• T. Ishida*, R. Kitagaki, Y. Elakneswaran, J. Mizukado, H. Shinzawa, H. Sato, H. Hagihara, R. Watanabe, Network Degradation Assessed by Evolved Gas Analysis-Mass Spectrometry Combined with Principal Component Analysis (EGA-MS-PCA): A Case of Thermo-oxidized Epoxy/Amine Network, Macromolecules, 56 (3), 883–891, 2023.
  • T. Ishida*, R. Watanabe, H. Hagihara, J. Mizukado, R. Kitagaki, Y. Elakneswaran, In-situ Infrared Cure Monitoring Coupling with Two-Trace Two- Dimensional (2T2D) Correlation Analysis can Elucidate Property- Enhancement Mechanisms due to Nanofiller Incorporation on Thermosetting Polymer, Polymer Testing, 112, 107587, 2022.
  • T. Ishida*, R. Kitagaki, R. Watanabe, H. Hagihara, Y. Elakneswaran, H. Shinzawa, A study of molecular architectural dynamics of crosslinked urethane during photo-aging by two-dimensional infrared correlation spectroscopy, Polymer Degradation and Stability, 179, 109242, 2020.

Kinetic Modeling of Radical Decomposition Reactions

 I am engaged in constructing kinetic models of radical reactions for several systems. Until now, my focus has primarily been on developing the kinetics of oxidative degradation. This involves accounting for elementary processes such as scission and cross-linking that occur within the autoxidation mechanism. By quantifying these molecular chain transformations, it is possible to connect changes in molecular weight distribution and physical properties associated with degradation. This approach allows for a more comprehensive understanding of the aging process by linking the underlying chemical transformations to the observable changes in the material’s properties.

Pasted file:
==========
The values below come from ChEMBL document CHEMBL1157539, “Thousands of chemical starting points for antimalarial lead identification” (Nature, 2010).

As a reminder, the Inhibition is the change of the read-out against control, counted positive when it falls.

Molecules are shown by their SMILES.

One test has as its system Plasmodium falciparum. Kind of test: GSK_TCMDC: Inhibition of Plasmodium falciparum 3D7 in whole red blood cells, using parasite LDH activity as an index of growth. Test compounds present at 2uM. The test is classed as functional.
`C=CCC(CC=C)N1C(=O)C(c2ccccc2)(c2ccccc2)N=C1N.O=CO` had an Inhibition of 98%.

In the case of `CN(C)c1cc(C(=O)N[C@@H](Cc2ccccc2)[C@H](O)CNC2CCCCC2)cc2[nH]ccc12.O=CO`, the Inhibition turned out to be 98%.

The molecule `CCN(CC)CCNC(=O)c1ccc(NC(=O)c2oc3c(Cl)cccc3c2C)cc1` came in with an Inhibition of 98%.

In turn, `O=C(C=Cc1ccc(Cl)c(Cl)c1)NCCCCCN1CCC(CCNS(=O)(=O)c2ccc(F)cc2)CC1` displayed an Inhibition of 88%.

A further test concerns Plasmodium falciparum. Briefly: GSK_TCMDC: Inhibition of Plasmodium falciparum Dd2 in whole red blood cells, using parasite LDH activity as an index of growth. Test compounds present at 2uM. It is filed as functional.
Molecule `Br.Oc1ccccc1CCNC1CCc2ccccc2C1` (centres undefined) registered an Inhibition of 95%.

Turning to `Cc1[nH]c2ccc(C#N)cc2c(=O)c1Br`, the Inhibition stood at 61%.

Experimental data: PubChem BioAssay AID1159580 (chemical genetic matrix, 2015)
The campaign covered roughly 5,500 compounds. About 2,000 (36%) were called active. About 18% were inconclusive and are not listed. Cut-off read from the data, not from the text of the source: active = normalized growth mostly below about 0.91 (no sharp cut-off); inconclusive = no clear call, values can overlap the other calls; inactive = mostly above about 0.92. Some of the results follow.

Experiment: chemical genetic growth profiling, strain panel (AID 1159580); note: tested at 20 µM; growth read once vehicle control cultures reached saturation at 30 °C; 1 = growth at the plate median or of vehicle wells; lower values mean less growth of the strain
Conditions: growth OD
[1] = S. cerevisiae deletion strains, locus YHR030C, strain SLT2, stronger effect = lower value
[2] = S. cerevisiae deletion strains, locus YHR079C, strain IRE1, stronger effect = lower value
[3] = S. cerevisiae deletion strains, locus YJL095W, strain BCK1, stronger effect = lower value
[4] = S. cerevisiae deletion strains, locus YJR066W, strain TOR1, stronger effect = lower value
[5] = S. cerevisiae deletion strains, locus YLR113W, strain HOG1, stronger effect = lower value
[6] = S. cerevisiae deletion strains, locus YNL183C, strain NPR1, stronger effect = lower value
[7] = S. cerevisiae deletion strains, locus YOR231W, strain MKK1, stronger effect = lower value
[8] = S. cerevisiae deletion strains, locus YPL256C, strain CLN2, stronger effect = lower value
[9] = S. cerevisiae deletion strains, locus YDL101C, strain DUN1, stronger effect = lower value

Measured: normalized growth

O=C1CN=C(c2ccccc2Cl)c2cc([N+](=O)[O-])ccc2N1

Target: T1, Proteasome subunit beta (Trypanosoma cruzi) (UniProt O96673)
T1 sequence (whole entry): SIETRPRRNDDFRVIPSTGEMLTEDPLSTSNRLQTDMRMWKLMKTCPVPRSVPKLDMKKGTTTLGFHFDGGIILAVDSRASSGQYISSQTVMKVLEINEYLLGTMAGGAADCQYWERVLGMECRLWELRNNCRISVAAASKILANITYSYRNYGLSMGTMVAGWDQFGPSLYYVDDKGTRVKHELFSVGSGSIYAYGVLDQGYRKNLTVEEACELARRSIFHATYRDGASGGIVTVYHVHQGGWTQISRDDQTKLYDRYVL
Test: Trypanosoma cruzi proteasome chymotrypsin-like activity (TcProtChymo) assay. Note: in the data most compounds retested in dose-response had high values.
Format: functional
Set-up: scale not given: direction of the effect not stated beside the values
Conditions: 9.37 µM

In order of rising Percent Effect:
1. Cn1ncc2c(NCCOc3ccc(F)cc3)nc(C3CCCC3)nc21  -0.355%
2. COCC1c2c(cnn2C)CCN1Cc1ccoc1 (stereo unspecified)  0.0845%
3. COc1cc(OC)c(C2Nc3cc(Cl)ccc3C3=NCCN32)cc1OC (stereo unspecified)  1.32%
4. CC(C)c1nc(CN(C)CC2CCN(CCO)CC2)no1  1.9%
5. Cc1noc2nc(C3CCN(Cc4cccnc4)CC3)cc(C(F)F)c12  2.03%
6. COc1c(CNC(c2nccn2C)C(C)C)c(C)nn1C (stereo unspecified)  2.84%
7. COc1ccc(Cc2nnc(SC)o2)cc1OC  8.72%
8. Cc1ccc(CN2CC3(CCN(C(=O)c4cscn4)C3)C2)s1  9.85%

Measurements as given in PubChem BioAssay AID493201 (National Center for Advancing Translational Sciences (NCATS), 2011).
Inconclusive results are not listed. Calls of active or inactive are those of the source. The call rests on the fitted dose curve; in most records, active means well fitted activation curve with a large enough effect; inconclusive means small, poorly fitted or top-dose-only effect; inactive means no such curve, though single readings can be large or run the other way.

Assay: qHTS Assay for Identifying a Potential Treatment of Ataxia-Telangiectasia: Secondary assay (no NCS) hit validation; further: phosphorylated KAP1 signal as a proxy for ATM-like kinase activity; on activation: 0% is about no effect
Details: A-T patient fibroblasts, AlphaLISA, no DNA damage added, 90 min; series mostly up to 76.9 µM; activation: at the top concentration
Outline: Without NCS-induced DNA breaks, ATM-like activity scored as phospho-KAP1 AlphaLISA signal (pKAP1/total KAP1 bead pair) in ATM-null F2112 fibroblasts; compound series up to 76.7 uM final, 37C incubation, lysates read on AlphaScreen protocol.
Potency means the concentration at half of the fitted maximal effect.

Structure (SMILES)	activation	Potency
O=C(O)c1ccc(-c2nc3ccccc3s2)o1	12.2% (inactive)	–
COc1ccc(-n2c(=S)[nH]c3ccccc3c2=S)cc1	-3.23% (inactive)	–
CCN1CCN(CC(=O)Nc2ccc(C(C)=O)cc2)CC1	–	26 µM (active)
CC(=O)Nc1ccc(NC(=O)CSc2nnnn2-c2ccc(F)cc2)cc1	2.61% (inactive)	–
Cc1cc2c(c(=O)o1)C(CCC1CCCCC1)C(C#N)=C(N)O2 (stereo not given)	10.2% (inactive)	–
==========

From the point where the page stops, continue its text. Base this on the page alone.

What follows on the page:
• T. Ishida*, E. Richaud, M. Gervais, A. Gaudy, R. Kitagaki, H. Hagihara, Y. Elakneswaran, Thermal aging of acrylic-urethane network: Kinetic modeling and end-of-life criteria combined with mechanical properties, Prog. Org. Coatings, 163, 106654, 2022.

Theory and Simulation of Diffusion of Lightweight Molecules in Cementitious Materials

  This topic stems from my personal interest in building materials, kind a hobby. The diffusion of low molecular weight species in cementitious materials is a crucial phenomenon deeply related to the lifespan of reinforced concrete structures, integrating to daily life. The internal steel bar is protected by being encased in pure concrete. However, the structural integrity is compromised by the infiltration of low molecular weight species (such as carbon dioxide, water, chloride ions, sulfate ions) that can cause or exacerbate rusting of the reinforcement.

I have successfully applied the framework of “fluctuating diffusivity”, a concept advanced in the field of statistical physics, to describe the diffusion of low molecular weight species in cementitious materials. This application revealed that in the short-time domain, there exists a region where the distribution of diffusion displacements shows a heavy-tailed, non-Gaussian behavior, differing from predictions based on traditional effective diffusion equations. The persistence of this non-Gaussianity over certain time periods could have implications for the reliability assessment of structures. This ongoing challenge in the field of cement and concrete research involves describing this diffusion phenomenon accurately, which is central to understanding and predicting the long-term behavior of concrete structures.

  • F. Nakai, T. Ishida*, Gas Diffusion in Cement Pastes: An Analysis using a Fluctuating Diffusivity Model, Construction and Building Materials, 407(1), 133411, 2023.